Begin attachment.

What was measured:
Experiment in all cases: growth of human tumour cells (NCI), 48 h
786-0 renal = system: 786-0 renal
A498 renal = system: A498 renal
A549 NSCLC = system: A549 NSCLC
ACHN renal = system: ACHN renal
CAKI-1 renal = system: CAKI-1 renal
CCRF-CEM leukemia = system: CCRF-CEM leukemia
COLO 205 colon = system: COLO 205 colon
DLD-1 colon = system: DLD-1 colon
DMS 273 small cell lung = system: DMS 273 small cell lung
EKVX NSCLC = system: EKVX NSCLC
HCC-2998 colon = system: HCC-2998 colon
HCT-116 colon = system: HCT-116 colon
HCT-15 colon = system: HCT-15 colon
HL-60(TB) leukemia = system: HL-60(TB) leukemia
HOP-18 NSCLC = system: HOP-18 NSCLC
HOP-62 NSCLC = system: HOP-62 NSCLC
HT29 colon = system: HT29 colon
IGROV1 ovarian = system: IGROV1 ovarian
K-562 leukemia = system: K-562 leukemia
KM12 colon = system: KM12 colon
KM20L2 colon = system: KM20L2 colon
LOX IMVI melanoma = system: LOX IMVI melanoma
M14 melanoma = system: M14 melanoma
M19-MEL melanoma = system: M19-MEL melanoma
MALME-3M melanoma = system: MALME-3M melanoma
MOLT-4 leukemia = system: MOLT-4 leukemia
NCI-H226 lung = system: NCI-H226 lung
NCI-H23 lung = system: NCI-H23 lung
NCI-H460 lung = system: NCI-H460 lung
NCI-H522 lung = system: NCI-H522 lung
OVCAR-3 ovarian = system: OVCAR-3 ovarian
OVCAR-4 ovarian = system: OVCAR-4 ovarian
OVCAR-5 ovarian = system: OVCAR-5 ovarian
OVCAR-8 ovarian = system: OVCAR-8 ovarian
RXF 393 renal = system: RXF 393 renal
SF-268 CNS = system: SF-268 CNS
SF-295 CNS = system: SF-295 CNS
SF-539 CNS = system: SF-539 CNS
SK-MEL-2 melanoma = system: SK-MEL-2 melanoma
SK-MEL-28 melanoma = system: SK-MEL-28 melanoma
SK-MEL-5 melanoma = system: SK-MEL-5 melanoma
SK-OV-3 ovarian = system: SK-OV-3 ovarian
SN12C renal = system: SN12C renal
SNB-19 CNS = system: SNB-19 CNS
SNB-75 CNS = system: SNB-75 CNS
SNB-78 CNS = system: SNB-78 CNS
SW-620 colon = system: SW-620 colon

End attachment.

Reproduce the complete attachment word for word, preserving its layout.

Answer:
What was measured:
Experiment in all cases: growth of human tumour cells (NCI), 48 h
786-0 renal = system: 786-0 renal
A498 renal = system: A498 renal
A549 NSCLC = system: A549 NSCLC
ACHN renal = system: ACHN renal
CAKI-1 renal = system: CAKI-1 renal
CCRF-CEM leukemia = system: CCRF-CEM leukemia
COLO 205 colon = system: COLO 205 colon
DLD-1 colon = system: DLD-1 colon
DMS 273 small cell lung = system: DMS 273 small cell lung
EKVX NSCLC = system: EKVX NSCLC
HCC-2998 colon = system: HCC-2998 colon
HCT-116 colon = system: HCT-116 colon
HCT-15 colon = system: HCT-15 colon
HL-60(TB) leukemia = system: HL-60(TB) leukemia
HOP-18 NSCLC = system: HOP-18 NSCLC
HOP-62 NSCLC = system: HOP-62 NSCLC
HT29 colon = system: HT29 colon
IGROV1 ovarian = system: IGROV1 ovarian
K-562 leukemia = system: K-562 leukemia
KM12 colon = system: KM12 colon
KM20L2 colon = system: KM20L2 colon
LOX IMVI melanoma = system: LOX IMVI melanoma
M14 melanoma = system: M14 melanoma
M19-MEL melanoma = system: M19-MEL melanoma
MALME-3M melanoma = system: MALME-3M melanoma
MOLT-4 leukemia = system: MOLT-4 leukemia
NCI-H226 lung = system: NCI-H226 lung
NCI-H23 lung = system: NCI-H23 lung
NCI-H460 lung = system: NCI-H460 lung
NCI-H522 lung = system: NCI-H522 lung
OVCAR-3 ovarian = system: OVCAR-3 ovarian
OVCAR-4 ovarian = system: OVCAR-4 ovarian
OVCAR-5 ovarian = system: OVCAR-5 ovarian
OVCAR-8 ovarian = system: OVCAR-8 ovarian
RXF 393 renal = system: RXF 393 renal
SF-268 CNS = system: SF-268 CNS
SF-295 CNS = system: SF-295 CNS
SF-539 CNS = system: SF-539 CNS
SK-MEL-2 melanoma = system: SK-MEL-2 melanoma
SK-MEL-28 melanoma = system: SK-MEL-28 melanoma
SK-MEL-5 melanoma = system: SK-MEL-5 melanoma
SK-OV-3 ovarian = system: SK-OV-3 ovarian
SN12C renal = system: SN12C renal
SNB-19 CNS = system: SNB-19 CNS
SNB-75 CNS = system: SNB-75 CNS
SNB-78 CNS = system: SNB-78 CNS
SW-620 colon = system: SW-620 colon